Money, Not Sensitivity or Empathy, Forced the Washington Redskins’ Name Into Retirement

Fans of Washington’s football franchise will be hailing to a new team rather than the Redskins.

Years after owner Daniel Snyder said he would NEVER — in all caps, he emphasized — change the Washington Redskins‘ name, the team retired the name and logo.

It wasn’t testimonials from those offended by the team’s name and imagery or a sudden understanding of empathy that brought upon a new era in Washington. The name change only happened for financial reasons.

Washington has officially retired the ‘Redskins’ name

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The Washington NFL franchise had been known as the Redskins since 1937. The United States was still years away from World War II, Jackie Robinson hadn’t yet crossed Major League Baseball’s color barrier, and a gallon of gas went for 10 cents.

Times have changed, though. Starting later this year, the franchise once known as the Redskins will have a brand new name.

Washington announced on July 3 that the franchise would conduct a “thorough” review of the team’s name. Thirteen days later, the Redskins name is officially slated for retirement.

The team said owner Dan Snyder and coach Ron Rivera “are working closely to develop a new name and design approach that will enhance the standing of our proud, tradition rich franchise and inspire our sponsors, fans and community for the next 100 years.”

The team did not announce a rough date for when a new name will be announced. Training camps open July 28.

The ‘Redskins’ name was a hot debate topic in the 2010s

Football fans have protested the Washington Redskins' name for years. Two fans held up these signs before a Redskins-Packers game in 2013.
Football fans have protested the Washington Redskins’ name for years. Two fans held up these signs before a Redskins-Packers game in 2013. | Toni L. Sandys/The Washington Post via Getty Images

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Like Chief Wahoo and the Cleveland Indians in Major League Baseball or the Chop gesture that several teams do, the “Redskins” name had lent itself to debate for years.

It wasn’t until the 2010s, though, that conversations about the name change appeared more frequently. The rise of social media may have played a role, as did protests and op-eds which slammed the name and imagery.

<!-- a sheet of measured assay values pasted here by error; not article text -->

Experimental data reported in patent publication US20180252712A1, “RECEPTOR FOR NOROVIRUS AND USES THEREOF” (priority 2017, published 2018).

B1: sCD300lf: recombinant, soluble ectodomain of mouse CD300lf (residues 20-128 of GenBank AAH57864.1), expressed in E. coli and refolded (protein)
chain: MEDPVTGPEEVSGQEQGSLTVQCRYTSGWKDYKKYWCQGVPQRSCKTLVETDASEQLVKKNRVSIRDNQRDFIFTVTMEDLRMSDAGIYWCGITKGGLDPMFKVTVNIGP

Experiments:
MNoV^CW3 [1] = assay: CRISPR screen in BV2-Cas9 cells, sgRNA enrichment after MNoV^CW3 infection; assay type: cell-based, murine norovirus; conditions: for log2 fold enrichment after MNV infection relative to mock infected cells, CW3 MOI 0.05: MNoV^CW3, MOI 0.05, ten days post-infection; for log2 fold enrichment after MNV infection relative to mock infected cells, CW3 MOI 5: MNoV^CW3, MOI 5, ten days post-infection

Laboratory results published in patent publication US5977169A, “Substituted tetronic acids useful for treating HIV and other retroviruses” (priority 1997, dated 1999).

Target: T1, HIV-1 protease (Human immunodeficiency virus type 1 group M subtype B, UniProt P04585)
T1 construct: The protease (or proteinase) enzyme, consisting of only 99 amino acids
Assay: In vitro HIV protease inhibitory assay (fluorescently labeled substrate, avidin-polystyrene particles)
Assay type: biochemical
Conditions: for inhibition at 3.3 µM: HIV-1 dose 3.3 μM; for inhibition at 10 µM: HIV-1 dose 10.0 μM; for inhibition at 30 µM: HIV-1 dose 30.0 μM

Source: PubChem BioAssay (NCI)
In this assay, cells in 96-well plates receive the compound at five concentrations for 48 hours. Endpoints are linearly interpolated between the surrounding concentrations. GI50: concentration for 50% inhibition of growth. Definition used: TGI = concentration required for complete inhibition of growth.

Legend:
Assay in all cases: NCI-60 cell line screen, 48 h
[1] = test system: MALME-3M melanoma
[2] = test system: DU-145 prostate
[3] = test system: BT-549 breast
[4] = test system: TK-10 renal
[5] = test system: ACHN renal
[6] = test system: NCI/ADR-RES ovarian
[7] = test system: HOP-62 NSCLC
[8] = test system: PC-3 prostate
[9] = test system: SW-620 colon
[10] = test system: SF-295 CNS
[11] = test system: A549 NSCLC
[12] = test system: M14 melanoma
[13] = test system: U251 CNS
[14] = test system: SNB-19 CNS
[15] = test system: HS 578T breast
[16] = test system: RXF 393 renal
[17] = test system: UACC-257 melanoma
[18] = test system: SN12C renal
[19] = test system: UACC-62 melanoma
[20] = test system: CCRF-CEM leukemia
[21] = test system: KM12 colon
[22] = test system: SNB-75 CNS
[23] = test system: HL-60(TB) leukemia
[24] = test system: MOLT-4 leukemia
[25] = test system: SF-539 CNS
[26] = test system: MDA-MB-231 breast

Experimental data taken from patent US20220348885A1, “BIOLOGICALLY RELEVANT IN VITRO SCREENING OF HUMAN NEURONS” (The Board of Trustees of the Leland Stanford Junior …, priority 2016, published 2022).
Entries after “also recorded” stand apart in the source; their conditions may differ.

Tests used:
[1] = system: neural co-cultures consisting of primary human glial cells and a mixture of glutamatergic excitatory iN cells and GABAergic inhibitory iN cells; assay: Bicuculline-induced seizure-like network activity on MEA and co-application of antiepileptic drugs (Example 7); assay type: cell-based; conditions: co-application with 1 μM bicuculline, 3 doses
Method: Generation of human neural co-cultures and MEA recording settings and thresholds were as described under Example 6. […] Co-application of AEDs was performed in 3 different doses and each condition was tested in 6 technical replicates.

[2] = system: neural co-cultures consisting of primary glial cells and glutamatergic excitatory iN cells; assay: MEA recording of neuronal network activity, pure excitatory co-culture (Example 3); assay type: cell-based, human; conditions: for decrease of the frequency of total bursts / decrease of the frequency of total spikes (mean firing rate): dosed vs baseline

Several outlets even stopped using the “Redskins” name. Some, like the local Washington City Paper, instead opted for names like “Pigskins” or just “‘Skins.”

Others only used terms like “Washington NFL franchise’ or “Washington football team.” The New York Daily News stopped using both the team’s name and logo in 2014.

It took money, not understanding, for Washington to change its name

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Dan Snyder told USA Today in 2013 that he would never — or as he viewed it, NEVER — change the Redskins’ name.

Ultimately, the bottom line spoke loudest. Amazon and Nike each stopped selling Redskins gear on their websites in recent weeks; Amazon even warned users that, “failure to properly close or delete all restricted product listings from your inventory may result in deactivation,” according to CNBC.

Dick’s Sporting Goods, Target, and Walmart are among the other major companies to stop selling Redskins merchandise.

Had those companies not spoken out, it’s entirely possible the Redskins’ name would be the same. The same companies that willingly sold and promoted Redskins gear for years eventually realized it wasn’t a safe decision anymore.

Washington didn’t change the name out of a sense of empathy for the self-identifying Native Americans who publicly complained about the name. It wasn’t a moment of understanding that the imagery offends people that spurred the change.

When Snyder — and by extension, the NFL — realized they would lose money indefinitely, it only made sense to retire the name.